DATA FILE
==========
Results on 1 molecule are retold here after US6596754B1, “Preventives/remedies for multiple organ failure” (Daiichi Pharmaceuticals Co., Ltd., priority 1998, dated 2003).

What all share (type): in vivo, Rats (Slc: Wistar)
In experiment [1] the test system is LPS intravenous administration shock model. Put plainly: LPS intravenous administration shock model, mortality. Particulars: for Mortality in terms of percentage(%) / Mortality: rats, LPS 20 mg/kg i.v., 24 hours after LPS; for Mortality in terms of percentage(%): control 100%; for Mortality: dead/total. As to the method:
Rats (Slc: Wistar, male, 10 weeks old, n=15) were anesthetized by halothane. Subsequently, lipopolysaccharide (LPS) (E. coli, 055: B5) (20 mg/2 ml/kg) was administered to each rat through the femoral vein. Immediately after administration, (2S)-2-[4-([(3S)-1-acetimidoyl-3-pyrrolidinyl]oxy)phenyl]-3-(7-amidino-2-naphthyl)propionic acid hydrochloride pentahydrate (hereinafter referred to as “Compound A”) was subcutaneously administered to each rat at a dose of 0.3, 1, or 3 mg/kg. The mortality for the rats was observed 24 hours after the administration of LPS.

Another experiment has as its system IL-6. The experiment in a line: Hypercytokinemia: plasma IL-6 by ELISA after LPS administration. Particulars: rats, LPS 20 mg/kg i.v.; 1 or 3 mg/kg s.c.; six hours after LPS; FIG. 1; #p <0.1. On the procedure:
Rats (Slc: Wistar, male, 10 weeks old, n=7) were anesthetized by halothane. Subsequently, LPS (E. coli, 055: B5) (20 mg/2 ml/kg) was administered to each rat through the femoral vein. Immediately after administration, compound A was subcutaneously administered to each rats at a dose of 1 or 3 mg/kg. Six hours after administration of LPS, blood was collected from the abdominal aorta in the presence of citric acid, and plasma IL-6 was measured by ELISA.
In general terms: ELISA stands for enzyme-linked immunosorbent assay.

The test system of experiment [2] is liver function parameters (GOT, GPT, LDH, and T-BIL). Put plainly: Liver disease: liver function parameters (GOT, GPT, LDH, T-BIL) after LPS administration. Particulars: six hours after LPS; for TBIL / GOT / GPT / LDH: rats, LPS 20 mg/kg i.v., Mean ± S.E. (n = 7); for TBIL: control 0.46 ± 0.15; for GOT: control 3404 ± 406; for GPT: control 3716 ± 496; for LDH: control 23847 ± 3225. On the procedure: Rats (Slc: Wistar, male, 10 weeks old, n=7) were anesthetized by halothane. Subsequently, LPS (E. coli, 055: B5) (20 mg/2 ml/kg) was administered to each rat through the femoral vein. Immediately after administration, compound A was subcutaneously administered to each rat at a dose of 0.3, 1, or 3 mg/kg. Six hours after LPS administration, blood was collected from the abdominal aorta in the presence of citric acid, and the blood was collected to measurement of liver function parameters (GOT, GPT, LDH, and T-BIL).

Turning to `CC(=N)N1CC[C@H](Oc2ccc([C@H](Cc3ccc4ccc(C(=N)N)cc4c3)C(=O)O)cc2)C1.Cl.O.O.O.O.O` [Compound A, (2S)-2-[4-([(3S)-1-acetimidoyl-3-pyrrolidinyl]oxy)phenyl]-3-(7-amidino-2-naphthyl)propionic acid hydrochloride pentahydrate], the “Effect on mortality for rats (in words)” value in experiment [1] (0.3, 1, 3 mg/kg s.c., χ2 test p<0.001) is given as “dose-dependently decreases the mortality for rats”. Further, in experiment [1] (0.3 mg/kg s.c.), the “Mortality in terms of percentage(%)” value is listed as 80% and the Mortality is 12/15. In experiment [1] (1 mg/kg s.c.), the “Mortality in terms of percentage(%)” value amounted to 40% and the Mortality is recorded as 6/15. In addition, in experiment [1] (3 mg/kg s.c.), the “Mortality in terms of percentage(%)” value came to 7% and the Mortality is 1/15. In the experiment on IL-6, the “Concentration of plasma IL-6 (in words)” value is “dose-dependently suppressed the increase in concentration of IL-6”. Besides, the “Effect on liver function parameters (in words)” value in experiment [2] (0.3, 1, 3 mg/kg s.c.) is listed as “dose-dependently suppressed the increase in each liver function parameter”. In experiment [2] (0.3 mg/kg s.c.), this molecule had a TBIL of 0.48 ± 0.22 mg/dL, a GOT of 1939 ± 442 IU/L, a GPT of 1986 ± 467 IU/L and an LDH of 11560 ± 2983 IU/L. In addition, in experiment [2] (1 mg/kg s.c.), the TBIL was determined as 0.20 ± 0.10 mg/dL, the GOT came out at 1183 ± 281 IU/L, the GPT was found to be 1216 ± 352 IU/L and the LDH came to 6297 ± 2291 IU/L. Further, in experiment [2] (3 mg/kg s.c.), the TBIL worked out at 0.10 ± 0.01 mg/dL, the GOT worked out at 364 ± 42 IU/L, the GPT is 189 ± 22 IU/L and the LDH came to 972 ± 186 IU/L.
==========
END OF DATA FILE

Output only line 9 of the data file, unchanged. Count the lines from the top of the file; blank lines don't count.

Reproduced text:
Turning to `CC(=N)N1CC[C@H](Oc2ccc([C@H](Cc3ccc4ccc(C(=N)N)cc4c3)C(=O)O)cc2)C1.Cl.O.O.O.O.O` [Compound A, (2S)-2-[4-([(3S)-1-acetimidoyl-3-pyrrolidinyl]oxy)phenyl]-3-(7-amidino-2-naphthyl)propionic acid hydrochloride pentahydrate], the “Effect on mortality for rats (in words)” value in experiment [1] (0.3, 1, 3 mg/kg s.c., χ2 test p<0.001) is given as “dose-dependently decreases the mortality for rats”. Further, in experiment [1] (0.3 mg/kg s.c.), the “Mortality in terms of percentage(%)” value is listed as 80% and the Mortality is 12/15. In experiment [1] (1 mg/kg s.c.), the “Mortality in terms of percentage(%)” value amounted to 40% and the Mortality is recorded as 6/15. In addition, in experiment [1] (3 mg/kg s.c.), the “Mortality in terms of percentage(%)” value came to 7% and the Mortality is 1/15. In the experiment on IL-6, the “Concentration of plasma IL-6 (in words)” value is “dose-dependently suppressed the increase in concentration of IL-6”. Besides, the “Effect on liver function parameters (in words)” value in experiment [2] (0.3, 1, 3 mg/kg s.c.) is listed as “dose-dependently suppressed the increase in each liver function parameter”. In experiment [2] (0.3 mg/kg s.c.), this molecule had a TBIL of 0.48 ± 0.22 mg/dL, a GOT of 1939 ± 442 IU/L, a GPT of 1986 ± 467 IU/L and an LDH of 11560 ± 2983 IU/L. In addition, in experiment [2] (1 mg/kg s.c.), the TBIL was determined as 0.20 ± 0.10 mg/dL, the GOT came out at 1183 ± 281 IU/L, the GPT was found to be 1216 ± 352 IU/L and the LDH came to 6297 ± 2291 IU/L. Further, in experiment [2] (3 mg/kg s.c.), the TBIL worked out at 0.10 ± 0.01 mg/dL, the GOT worked out at 364 ± 42 IU/L, the GPT is 189 ± 22 IU/L and the LDH came to 972 ± 186 IU/L.